Oh, right, there's plot. That's the thing about episodes like this that are so on-point about life in general: they almost make the nuts and bolts superfluous, even though that adds all the laughter. The Save Greendale Committee has been so successful in turning the inefficiencies of the campus around that there's not a lot left to do. To Jeff, that's the sign of a job well done, worthy of taking a moment to breathe and relax. But Abed, meta-character versed in all the sitcoms patterns that he is, refuses to sit still. He keeps trying to concoct crazy schemes so that the committee will still have something to do, they'll all hang out the way they have been, and nothing else will have to change. It's an easily relatable urge since Abed's life has changed so drastically without Troy, and because he defines his life in relation to other fiction story structures. (As someone who has devoted thousands of hours to picking apart and analyzing fictional stories, I sympathize with this compulsion.)
The scene where Jeff drags Abed out into the hall might as well go ahead and break the fourth wall. If there's no more trouble for the former study group to confront, and no more classes for them to go to, then there are no more easily crafted story arcs to digest. Abed's note that Jeff literally drags him across a threshold to tell him there is no story in the Committee's success is both a comment on how artificial story arcs can be when applied to life, and a beat in the modest arc of this episode. Structurally, this is a thing of beauty. And hey, Abed going crazy at the idea of a sitcom story following him no matter how hard he tries to escape it is pretty damn funny.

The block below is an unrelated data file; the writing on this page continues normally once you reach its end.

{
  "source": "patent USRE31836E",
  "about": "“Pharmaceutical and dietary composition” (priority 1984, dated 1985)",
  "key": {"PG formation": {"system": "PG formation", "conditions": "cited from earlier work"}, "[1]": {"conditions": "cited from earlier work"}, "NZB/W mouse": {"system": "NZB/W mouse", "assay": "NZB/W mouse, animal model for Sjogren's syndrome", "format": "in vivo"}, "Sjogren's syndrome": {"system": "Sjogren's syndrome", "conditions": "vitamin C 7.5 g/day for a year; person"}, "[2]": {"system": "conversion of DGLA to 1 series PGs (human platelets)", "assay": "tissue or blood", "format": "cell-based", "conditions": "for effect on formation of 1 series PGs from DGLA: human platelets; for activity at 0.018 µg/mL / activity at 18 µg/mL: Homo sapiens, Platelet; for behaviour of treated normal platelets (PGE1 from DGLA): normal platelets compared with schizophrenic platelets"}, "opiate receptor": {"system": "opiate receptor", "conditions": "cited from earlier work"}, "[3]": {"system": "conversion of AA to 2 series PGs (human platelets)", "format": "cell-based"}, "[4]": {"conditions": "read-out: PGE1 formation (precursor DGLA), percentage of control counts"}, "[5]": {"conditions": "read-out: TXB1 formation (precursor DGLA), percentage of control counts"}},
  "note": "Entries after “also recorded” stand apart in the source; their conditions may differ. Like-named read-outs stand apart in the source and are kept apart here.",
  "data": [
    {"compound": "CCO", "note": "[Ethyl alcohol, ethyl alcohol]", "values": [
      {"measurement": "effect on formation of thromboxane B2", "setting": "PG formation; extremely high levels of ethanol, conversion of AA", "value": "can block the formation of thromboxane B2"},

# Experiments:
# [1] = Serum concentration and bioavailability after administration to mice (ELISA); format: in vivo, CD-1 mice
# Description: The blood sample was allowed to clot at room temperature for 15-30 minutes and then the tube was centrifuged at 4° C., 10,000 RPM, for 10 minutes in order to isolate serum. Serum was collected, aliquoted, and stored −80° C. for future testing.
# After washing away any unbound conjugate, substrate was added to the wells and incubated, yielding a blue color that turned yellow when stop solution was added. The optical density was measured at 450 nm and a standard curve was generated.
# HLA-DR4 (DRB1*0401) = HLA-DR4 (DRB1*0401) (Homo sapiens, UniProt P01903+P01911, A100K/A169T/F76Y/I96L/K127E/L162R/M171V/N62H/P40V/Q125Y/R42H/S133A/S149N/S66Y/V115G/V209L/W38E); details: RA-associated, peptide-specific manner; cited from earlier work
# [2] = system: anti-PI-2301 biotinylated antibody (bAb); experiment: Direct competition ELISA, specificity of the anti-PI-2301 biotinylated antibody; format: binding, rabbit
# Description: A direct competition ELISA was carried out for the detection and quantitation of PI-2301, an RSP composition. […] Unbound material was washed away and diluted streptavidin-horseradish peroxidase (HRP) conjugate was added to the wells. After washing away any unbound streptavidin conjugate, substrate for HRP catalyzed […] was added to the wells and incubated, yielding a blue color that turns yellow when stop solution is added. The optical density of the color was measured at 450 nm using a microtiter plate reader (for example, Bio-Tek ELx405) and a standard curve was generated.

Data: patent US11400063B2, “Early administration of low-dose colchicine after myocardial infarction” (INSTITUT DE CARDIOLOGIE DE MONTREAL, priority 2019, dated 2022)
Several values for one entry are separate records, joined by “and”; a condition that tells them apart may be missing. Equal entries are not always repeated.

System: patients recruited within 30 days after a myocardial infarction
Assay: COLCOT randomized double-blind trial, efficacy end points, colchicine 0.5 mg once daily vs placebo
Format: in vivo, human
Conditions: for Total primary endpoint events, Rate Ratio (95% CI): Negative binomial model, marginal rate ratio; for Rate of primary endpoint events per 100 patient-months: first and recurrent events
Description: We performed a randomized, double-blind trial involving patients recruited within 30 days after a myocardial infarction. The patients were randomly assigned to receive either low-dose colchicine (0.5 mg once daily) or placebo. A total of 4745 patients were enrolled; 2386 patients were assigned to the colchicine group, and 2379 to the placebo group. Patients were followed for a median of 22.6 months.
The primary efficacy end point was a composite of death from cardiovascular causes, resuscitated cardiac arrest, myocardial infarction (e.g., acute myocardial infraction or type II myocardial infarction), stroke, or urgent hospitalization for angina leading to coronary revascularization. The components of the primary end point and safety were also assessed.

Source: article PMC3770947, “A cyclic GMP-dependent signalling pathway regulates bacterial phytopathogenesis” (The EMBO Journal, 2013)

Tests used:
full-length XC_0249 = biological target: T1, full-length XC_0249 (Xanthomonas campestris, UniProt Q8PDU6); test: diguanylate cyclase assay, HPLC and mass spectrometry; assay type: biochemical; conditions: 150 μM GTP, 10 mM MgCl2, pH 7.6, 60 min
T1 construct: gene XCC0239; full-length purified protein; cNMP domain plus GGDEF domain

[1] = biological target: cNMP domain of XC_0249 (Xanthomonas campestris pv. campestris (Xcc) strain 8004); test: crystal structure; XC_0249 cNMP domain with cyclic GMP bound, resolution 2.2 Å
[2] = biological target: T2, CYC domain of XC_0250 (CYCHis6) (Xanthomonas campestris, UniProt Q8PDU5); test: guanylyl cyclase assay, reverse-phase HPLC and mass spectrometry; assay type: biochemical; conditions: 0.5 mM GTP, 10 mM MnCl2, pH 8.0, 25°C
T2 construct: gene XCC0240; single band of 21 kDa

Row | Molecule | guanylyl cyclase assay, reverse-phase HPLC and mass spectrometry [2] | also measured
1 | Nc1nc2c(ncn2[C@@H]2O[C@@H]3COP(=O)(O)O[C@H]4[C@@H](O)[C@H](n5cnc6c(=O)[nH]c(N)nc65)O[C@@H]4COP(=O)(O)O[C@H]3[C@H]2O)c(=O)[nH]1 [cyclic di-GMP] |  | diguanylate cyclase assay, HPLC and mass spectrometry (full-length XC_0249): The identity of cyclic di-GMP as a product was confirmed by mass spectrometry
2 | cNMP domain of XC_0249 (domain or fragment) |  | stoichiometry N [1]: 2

Meanwhile, thanks to the work done by the Save Greendale Committee, the hapless trustees (who apparently went to Yale, though that's not surprising) are so thrilled that the campus now holds a modicum of value that they turn around and sell it to the highest corporate bidder: Subway. In essence, the attempts to save the school becomes the very thing that ensures its devolution into a "Sandwich University" that wants Jeff to pivot into teaching "Sandwich Law." There's your ridiculous story beat, as the party celebration the insurance inspector's conclusion promptly gets cut short now that they need to actually save the school.